Midland County Dam Failures
In late May 2020, two catastrophic dam failures in Midland County forced thousands to evacuate their homes and businesses. The two dams affected were the Edenville Dam and the Sanford Dam.
The two dam failures displaced 10,000 residents. In the aftermath of the dam failure, Midland County residents were faced with catastrophic damage to their homes and businesses.
While some business owners may choose to pursue legal action and recover compensation through property damage and personal injury claims, others may find it easier to go through their insurance company rather than file a lawsuit.
Most business owners should not have difficulty in recovering compensation for property damage caused to their businesses by the dam failures since many business interruption insurance policies include coverages for natural disasters and other factors outside of business owners’ control.
Vandalism is something that most business owners experience at one point or another. Vandalism can cause significant losses due to property damage, missing inventory, and more.
It may be possible to recover compensation for these losses through your business interruption insurance policy, since many policies include coverage for damage to the physical part of a business and its contents caused by civil commotion or vandalism.
Do You Need Business Interruption Insurance?
It’s smart for every business owner to carry business interruption insurance because it’s impossible to know what danger or unforeseen event lies around the corner. The Midland County dam failures are perfect examples of this. Business owners who did not carry business interruption insurance coverage will have more difficulty recovering from their losses.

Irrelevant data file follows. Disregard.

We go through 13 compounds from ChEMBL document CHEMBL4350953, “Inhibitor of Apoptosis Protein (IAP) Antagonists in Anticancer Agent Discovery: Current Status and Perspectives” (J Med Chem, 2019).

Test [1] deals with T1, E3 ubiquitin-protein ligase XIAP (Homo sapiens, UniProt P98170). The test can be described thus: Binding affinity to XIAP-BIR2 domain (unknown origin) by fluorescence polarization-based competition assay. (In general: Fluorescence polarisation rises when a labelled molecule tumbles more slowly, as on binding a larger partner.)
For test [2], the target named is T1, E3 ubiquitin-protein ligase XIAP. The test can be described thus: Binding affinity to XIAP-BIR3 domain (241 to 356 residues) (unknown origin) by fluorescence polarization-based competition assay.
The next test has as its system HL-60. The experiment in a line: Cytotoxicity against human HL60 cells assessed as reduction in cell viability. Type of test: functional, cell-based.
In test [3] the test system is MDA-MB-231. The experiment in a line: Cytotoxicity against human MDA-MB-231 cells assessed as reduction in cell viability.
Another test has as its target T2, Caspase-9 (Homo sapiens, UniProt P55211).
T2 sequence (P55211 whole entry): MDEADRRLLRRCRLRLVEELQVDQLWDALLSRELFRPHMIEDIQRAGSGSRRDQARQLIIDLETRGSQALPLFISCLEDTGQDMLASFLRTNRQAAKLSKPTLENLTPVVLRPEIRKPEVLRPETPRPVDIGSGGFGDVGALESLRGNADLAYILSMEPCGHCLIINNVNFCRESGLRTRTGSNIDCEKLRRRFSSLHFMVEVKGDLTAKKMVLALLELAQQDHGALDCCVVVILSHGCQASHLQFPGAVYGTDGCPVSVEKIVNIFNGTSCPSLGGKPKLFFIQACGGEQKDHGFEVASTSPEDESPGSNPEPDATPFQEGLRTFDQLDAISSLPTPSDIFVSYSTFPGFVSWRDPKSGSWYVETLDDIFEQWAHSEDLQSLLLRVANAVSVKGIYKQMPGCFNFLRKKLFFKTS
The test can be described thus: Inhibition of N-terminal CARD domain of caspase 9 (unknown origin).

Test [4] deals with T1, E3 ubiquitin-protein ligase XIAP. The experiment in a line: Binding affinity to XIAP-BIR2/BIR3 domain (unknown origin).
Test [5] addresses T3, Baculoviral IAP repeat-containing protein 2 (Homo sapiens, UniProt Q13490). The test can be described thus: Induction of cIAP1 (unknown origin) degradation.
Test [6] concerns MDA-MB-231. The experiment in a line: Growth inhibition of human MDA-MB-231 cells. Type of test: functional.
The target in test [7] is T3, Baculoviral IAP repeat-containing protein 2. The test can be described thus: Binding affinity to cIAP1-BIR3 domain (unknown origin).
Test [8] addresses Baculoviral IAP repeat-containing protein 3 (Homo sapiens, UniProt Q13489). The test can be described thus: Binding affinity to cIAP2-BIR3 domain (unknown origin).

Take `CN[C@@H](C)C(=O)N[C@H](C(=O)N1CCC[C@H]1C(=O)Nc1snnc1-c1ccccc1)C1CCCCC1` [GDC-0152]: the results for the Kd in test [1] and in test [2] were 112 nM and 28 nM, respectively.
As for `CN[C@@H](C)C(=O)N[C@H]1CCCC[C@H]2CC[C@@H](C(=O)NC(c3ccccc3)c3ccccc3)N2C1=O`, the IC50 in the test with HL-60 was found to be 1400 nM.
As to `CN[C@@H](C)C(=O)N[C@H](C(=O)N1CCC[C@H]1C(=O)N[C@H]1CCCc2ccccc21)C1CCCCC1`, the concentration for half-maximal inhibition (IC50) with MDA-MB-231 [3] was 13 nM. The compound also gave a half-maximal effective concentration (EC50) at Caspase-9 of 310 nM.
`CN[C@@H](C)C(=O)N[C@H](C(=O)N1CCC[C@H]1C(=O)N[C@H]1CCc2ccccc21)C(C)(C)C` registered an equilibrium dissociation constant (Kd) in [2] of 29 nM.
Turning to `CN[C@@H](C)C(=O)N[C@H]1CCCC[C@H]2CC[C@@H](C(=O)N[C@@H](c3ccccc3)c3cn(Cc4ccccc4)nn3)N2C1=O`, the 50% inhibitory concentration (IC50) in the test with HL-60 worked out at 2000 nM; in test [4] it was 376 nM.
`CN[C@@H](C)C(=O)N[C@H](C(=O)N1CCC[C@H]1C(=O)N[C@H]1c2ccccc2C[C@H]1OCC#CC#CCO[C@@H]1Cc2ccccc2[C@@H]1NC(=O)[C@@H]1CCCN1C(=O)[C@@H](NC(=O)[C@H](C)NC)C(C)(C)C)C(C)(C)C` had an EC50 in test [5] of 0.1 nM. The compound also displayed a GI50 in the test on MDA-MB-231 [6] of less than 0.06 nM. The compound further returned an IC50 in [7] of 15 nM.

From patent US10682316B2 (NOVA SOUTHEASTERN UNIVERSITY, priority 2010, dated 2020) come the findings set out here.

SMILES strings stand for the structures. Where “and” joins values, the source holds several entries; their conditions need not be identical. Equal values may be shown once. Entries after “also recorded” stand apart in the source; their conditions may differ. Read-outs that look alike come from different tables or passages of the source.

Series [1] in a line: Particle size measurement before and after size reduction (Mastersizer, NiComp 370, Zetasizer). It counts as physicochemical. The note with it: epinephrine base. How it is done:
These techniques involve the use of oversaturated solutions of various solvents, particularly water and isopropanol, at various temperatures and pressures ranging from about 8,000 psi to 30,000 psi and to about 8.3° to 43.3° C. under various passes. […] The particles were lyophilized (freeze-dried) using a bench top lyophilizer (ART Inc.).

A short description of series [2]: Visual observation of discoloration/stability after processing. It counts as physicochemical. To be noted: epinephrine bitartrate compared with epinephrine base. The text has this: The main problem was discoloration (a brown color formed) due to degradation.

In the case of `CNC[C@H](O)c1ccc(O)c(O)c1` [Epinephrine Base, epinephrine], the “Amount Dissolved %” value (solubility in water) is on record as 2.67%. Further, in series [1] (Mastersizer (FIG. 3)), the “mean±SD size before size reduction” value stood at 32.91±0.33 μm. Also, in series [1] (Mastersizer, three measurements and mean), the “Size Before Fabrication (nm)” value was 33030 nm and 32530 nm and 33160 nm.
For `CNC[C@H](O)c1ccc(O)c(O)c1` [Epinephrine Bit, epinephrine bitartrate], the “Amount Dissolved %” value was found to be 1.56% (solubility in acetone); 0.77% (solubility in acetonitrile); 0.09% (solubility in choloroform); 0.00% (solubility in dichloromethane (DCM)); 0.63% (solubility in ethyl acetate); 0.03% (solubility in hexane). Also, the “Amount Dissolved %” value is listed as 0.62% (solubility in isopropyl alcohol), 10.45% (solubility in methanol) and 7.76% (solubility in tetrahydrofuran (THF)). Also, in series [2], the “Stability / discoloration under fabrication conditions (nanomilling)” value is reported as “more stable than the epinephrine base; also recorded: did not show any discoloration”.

When purchasing a business interruption insurance policy, it’s also important to select a policy that will provide enough coverage for more than a few days. As we have seen from the coronavirus pandemic, many business owners have incurred losses for weeks to months.
This is also known as the policy’s "restoration period,” which is the length of time it will pay for lost income while the business is being restored or reopens. The standard policy limits the business income restoration period to 30 days, but this period can be extended to 360 days by endorsement.
Why Are Business Interruption Insurance Claims Getting Denied?